Try to make your question as focused (small) as possible. A question like, "Has the Singapore government's approach to health care improved economic growth" is WAY too broad. That's crazy talk. Why? Because the government has a lot of approaches to health care (thousands of them for all we know) and it's would be pretty hard to show a causal link between any of these strategies and economic growth. A question like, "Is Singapore's grocery store industry an oligopoly?" is much better. It's not too broad; however, that one's also probably too obvious. Singapore only has 2 or 3 grocery store chains, so you can pretty much answer this question on the first page. You need something that fits between these two extremes. In Singapore, it's much less clear (to me anyway) whether the movie theatre industry is an oligopoly, so you could ask, "What market structure would best characterise Singapore's movie theatre industry."
#2 Can you see which course concepts (tools) you'll use?
Are you able to identify several course concepts (analytical models) that you can use to analyse your question? In Business you'll need 4 or 5 of these. In Economics you'll need one main one and then one or two smaller ones to touch on. Obviously, if you can’t tackle the question using ideas from the course than it’s not appropriate.
As I explain here, your mission is to show off how much you understand the ideas taught in class. A common mistake (which happens slightly more in Business EE's) is to research every possible aspect of a business (maybe because your dad works there) and then expect that sharing that information will impress the marker so much that you'll get a 7. Every year there's a student who does this (normally without realising it). They think that knowing as much about the company as an insider does is enough. It is not. We just want to see that you understand course concepts and can use those to prove or disprove a thesis using course concepts.
#3 Will you have the information?
Will you actually have access to the secondary information you'll need to answer your question and will you actually be able to do the primary research required? This is a tricky one, which you won’t always be able to answer right away. However you do need to answer it really soon.
If your RQ fails test 3 you won't be able to use it.
Try to think about the concepts you'll be using (Test 2). For the economics example above (the theatre one), you might want to determine whether there is price competition, so you'd want to compare prices over time (from different theatres, in different locations, at different times, etc). That information won't be easy to get.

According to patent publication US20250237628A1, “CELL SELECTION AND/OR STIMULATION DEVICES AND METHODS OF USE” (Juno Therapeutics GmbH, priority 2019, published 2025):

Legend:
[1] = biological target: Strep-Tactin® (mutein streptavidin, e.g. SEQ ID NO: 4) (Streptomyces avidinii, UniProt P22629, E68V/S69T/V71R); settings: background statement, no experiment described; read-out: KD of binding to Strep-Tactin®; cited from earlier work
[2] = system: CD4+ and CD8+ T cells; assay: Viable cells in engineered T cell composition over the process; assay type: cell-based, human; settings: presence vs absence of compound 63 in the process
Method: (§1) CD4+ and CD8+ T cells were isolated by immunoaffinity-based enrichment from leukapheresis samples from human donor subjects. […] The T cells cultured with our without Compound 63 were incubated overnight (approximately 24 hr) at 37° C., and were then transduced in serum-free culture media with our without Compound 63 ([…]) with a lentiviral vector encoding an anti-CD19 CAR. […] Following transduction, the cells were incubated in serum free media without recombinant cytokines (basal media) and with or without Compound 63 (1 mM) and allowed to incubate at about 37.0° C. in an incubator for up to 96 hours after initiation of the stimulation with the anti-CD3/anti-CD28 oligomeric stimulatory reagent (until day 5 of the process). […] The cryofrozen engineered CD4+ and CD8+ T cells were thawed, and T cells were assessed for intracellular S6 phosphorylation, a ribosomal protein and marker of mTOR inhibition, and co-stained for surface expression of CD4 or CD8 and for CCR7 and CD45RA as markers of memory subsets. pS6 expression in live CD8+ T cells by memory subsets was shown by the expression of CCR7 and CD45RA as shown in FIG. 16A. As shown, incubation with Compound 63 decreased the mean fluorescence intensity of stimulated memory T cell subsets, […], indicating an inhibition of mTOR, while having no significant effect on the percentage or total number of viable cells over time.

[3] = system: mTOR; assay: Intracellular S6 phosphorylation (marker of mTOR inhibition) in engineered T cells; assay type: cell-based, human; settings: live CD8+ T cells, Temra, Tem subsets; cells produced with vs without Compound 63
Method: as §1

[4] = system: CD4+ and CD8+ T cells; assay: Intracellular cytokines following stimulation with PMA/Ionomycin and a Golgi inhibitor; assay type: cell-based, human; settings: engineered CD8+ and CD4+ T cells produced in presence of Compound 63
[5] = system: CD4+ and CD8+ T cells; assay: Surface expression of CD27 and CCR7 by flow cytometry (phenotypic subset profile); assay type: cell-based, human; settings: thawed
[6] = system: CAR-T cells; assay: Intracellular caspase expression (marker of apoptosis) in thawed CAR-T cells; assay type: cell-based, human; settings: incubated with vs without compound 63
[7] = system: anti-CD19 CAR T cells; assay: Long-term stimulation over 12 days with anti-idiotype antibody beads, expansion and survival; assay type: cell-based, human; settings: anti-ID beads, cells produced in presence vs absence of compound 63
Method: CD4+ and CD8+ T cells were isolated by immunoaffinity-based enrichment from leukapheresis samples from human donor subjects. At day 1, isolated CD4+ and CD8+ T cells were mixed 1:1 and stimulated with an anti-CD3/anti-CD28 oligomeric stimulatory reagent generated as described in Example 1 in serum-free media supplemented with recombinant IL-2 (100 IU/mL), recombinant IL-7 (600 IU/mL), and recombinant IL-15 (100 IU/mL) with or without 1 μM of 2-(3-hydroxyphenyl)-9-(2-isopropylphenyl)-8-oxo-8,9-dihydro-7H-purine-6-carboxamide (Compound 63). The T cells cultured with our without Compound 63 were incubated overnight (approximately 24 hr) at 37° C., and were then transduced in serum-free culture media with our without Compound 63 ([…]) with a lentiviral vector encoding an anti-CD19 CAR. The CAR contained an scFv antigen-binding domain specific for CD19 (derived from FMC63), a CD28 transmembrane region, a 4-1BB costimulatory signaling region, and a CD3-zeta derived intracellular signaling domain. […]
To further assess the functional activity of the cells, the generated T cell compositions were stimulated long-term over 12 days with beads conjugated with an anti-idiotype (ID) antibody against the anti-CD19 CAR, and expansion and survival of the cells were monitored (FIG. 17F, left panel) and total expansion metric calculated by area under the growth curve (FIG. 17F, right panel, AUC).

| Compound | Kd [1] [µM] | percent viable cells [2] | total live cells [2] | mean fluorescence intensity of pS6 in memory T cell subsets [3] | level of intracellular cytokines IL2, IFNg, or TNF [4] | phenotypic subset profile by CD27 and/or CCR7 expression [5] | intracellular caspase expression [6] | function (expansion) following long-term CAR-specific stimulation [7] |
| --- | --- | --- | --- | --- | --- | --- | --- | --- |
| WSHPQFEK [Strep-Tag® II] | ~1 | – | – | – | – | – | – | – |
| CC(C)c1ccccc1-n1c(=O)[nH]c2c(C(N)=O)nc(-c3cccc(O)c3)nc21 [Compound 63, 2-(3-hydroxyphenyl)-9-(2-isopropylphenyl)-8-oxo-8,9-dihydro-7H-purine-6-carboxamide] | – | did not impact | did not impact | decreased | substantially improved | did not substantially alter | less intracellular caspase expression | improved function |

Test 3 is about access. EE research normally requires that someone on the inside trusts you. For a business student, if you're doing to do a SWOT analysis and some kind of investment appraisal, what data will you need to fill in those tools? Consider, what information you would need to answer those questions. Data that you expect is probably available (i.e. online) often isn't. So you’ll have to do your homework here. And the earlier the better.
If you're going to be relying on someone (i.e. that your uncle turn over a copy of his company's balance sheet) get what you need from them as soon as possible. If they don't give you the numbers or the interview that you need within a month, it's probably time to change your RQ.
This stuff isn't personal, people are busy, information is sometimes confidential.Get as much of your data as you can in the first month and show this to your supervisor. Every year there are students who don't problems related to lack of information until there are only a few months left and that's too late.
#4 Will this topic help you?
Ideally the research you do here will help you get into your preferred university program. If you're applying to an Econ program at university next year, than it would be great to have a letter from your Econ teacher explaining what a great job you did on your recent Econ EE. Or, perhaps you aren't sure if you want to pursue Business in university or not, the EE might be a great opportunity to experience what university study is like. Or maybe you're simply genuinely interested in the research question. The point here is that it's great if you have some other kind of motivation other than just finishing the EE. That will help you do better work and get ahead of the pack.
You should ask yourself whether you feel your question has passed each of these tests. Take your time and be sure. It’s okay to ask other people if they think your question passes these tests as well. And of course you can ask your teacher or your supervisor (as soon as you’ve been assigned one) if they think the RQ passes these tests.
When you meet with your supervisor
By the time you meet with your supervisor for your first real meeting you would ideally have chosen a question that you think passes the 4 Tests. And you will ideally have started to organize yourself.
Your supervisor will be interested to hear about (and see evidence of):
- Your research findings so far. Hopefully you’ve found a number of secondary sources, beyond just your text book. (Magazine and newspaper articles, annual reports from the internet, etc) and you have an idea of your primary research plans.
- And also try to be ready to explain what you think you will be able to show in your essay. You should be ready to explain how your question relates to course concepts. Forward planning. Begin to chart-out your timeline of the coming months, your to-do list.